Thursday, June 13, 2013

A decade of DCO

There can't be many of you that are not by now aware that Dubai Chamber Orchestra is playing its 10th anniversary concert tonight at Saudi German Hospital, such has been my fanatical promotion on social media in recent weeks.

I hope you will forgive me for the wall to wall coverage, but I am sure you are aware how difficult it can be to attract a 21st century audience, (who, after all, have access to any kind of music they want at a touch of a button, usually free of charge), to come out and see an amateur orchestra play. But, for those of you who do make the trip to Tecom tonight, I promise you it will be worth it.

I'm experiencing one of my rare sincere moments today, so, make the most of it, but as amateur orchestras go, DCO is pretty special. It is a group of  musicians who turn up weekly to get together and play - that's not so unusual as amateur orchestras go - some of the players make their living from music in one way or another, through teaching combined with playing, while others only took up their instruments recently and played their first live performance with the orchestra, which takes quite a lot of guts.

The difference from places where there is a long-established classical music scenes, is that DCO is a "chameleon orchestra" because it is an ensemble that adapts. Under the direction of Barnaby Priest, our conductor, music is chosen depending on the availability of players. This can be difficult due to the transient nature of Dubai, which is a majority ex-pat population, as players leave the Emirate to go home or move on to the next posting.

An indication of the turnaround of players is that at present, we have three of the original members who formed the group in 2003 out of a total of around 40 players, and for others, tonight will be their last concert as they are moving on to pastures new. 10 years of continuous music making, playing three concerts per year, is something worth celebrating in these circumstances and that's why we're making a big fuss of our 10th anniversary and have stepped up efforts to bring our music to a new and larger audience.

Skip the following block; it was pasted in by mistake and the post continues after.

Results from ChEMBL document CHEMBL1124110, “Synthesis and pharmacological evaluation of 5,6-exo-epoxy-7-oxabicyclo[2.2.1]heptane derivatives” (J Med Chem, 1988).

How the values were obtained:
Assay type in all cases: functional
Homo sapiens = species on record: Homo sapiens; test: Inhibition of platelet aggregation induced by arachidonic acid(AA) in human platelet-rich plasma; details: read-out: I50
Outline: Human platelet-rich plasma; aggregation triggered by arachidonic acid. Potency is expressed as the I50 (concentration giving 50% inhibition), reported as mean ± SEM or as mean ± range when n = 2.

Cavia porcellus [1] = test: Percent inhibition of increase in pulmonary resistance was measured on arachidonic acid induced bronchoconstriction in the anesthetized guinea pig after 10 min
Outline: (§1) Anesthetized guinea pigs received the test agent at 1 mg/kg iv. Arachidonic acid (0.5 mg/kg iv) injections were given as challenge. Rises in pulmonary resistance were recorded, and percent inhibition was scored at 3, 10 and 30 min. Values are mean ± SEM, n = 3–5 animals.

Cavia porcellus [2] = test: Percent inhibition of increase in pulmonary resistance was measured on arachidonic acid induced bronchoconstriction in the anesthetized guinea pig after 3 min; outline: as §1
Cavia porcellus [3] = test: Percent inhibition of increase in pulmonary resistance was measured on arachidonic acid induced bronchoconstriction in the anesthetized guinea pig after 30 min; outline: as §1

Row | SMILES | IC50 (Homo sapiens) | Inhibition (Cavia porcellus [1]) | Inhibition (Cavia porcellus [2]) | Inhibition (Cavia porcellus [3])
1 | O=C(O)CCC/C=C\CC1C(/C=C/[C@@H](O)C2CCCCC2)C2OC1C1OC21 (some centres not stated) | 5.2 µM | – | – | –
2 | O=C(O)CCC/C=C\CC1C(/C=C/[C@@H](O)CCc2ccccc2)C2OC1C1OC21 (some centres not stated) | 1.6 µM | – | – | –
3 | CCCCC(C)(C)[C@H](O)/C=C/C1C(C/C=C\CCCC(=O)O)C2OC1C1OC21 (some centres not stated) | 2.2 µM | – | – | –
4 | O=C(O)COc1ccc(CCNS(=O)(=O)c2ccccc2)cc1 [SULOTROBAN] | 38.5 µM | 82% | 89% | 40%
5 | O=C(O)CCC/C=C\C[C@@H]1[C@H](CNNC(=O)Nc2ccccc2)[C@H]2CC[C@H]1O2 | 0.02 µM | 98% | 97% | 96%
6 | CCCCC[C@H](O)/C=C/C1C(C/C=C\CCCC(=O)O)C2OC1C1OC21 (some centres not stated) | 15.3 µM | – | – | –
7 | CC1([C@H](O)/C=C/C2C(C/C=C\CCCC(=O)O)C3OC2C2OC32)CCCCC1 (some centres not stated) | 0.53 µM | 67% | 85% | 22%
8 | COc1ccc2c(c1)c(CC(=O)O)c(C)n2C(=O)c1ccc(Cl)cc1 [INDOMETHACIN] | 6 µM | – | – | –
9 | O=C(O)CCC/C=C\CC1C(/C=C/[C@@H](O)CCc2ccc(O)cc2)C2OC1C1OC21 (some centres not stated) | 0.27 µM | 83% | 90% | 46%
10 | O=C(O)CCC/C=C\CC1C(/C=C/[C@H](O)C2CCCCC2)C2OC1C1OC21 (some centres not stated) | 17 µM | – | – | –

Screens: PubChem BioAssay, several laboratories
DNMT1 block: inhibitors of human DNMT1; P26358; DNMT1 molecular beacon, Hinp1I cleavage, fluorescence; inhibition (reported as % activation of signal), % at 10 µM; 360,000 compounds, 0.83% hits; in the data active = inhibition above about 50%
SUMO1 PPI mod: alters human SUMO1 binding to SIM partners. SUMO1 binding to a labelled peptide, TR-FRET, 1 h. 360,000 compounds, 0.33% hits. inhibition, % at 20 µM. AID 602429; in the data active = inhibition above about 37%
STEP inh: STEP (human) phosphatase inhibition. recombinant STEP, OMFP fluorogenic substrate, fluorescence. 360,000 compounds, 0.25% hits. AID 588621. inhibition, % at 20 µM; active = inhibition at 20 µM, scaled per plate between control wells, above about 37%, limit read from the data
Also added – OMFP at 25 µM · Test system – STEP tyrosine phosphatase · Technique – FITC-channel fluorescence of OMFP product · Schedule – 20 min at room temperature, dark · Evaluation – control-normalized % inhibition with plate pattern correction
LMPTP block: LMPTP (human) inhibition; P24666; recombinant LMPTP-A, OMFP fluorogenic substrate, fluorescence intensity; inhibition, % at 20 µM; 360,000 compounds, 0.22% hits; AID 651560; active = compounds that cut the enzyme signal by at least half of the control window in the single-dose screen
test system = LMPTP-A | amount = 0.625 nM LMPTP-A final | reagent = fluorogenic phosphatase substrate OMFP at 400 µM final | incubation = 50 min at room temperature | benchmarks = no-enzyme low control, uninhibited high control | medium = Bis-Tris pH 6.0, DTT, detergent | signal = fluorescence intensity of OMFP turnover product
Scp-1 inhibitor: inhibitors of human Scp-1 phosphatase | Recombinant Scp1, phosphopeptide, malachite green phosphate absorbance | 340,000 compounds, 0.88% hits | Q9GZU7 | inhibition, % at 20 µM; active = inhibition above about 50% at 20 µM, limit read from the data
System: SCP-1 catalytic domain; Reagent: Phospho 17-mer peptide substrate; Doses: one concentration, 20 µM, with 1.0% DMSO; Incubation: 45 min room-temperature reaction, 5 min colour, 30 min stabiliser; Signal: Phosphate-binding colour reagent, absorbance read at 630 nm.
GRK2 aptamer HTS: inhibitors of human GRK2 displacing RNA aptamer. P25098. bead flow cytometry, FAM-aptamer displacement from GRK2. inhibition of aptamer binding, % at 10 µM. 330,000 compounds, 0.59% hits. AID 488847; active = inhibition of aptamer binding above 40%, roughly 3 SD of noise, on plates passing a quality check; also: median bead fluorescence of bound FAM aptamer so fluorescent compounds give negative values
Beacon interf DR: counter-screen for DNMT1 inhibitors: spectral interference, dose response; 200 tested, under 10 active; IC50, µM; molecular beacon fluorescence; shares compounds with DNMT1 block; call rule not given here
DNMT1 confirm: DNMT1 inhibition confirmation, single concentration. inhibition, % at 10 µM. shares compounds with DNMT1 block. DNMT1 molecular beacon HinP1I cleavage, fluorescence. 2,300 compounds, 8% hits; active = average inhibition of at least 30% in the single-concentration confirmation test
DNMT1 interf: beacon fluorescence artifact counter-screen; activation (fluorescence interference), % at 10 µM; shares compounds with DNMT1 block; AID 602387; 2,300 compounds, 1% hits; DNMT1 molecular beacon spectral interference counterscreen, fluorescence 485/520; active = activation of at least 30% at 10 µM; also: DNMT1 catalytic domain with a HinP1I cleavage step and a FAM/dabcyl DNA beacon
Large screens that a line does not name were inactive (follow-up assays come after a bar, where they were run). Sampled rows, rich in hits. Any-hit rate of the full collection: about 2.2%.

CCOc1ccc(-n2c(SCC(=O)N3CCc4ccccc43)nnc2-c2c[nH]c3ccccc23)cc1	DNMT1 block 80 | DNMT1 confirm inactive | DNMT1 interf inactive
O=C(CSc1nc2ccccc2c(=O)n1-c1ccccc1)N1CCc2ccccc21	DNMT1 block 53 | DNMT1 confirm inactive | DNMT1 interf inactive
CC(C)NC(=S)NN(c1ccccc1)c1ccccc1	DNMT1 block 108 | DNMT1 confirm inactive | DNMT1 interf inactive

It has certainly been a challenge in some respects, for example, finding a suitable venue that would not charge us an arm and a leg to perform in it, (none of us get paid to play and entrance to our concerts is free so we have to rely on goodwill) but once people started pitching in with company sponsorship of programmes, official photographs, recording, filming, a special 10th birthday surprise, and, an unusual but lovely concert venue, it was clear that all was going to fall into place.

Here are a few more of my favourite pictures taken by Carl Wiebe of Katarat Ebda'a at one of our rehearsals. The concert poster with details is at the bottom. Hope to see you there.

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